There are even gaps on all four sides of the note, the color is dark and bright on both sides. This 100 dollar note enjoys a special rarity in that there are only a few like it.

7. Gold Certificate $100 Note 1882

Grade: Extremely Fine 40

Price: $282,000

Gold Certificate $100 Note 1882

Collectors love red seal notes, in case you have one. They come with a high premium on them. This example has excitement written all over it. It has been purchased several times and has been in the custody of several collectors. It is a very familiar note in the archives of Heritage Auctions. It once remained in the collection of a James Stack for 40 years before it sold at auction for $30,000 to Dr. Cookson in 1990.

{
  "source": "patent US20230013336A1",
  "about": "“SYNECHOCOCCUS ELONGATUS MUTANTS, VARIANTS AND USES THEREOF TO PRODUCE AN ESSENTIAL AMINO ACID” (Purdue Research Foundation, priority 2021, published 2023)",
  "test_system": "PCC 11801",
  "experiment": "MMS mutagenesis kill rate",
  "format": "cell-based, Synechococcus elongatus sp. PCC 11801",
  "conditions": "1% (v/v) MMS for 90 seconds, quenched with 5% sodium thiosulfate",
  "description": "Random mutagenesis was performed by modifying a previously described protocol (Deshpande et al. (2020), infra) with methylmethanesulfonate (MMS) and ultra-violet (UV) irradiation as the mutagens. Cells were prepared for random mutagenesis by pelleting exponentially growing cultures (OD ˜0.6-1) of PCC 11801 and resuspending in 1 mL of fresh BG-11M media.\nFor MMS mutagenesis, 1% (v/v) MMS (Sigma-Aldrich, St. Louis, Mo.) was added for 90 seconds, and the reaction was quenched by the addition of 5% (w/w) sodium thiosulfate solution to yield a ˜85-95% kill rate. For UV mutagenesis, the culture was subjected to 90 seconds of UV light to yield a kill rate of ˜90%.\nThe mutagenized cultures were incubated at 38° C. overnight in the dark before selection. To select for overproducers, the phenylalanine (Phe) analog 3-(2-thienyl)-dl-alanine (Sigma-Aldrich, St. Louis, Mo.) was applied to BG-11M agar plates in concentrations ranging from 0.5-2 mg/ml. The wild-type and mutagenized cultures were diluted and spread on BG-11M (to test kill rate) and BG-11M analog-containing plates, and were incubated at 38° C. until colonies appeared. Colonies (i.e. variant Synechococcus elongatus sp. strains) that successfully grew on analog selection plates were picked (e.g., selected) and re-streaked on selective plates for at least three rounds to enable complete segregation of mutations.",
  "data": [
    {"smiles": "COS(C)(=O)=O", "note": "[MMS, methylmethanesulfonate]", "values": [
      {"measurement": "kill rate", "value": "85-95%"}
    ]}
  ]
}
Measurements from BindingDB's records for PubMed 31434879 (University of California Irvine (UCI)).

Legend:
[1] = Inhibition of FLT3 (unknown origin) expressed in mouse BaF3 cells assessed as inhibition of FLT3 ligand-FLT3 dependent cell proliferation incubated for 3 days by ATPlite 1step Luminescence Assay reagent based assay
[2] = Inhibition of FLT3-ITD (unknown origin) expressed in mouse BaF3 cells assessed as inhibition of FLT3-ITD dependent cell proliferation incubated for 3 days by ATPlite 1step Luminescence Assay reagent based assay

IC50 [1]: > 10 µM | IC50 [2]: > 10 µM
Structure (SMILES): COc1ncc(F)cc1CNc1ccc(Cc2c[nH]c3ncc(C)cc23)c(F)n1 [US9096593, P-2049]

In America, an old note can be considered an “irreplaceable treasure.” This 100 dollar note has been sold several times which made the owners six figures. There are two other notes of the same veracity held by the government.

8. Legal Tender $100 Note 1863

Grade: Choice About New 58

Price: $207,000

Legal Tender $100 Note 1863

This 1863 $100 legal tender was first offered on Heritage Auctions in 1998. This isn’t the only one of this note but its rarity comes from the fact that six of them are permanently owned by museums out of a 25 known.

This is an exceptional sample in that it has no repairs or upgrades. It shows properties like a well-placed margin, bright colors, and a generally well-preserved condition. This note was sold at Heritage Auctions in 2008.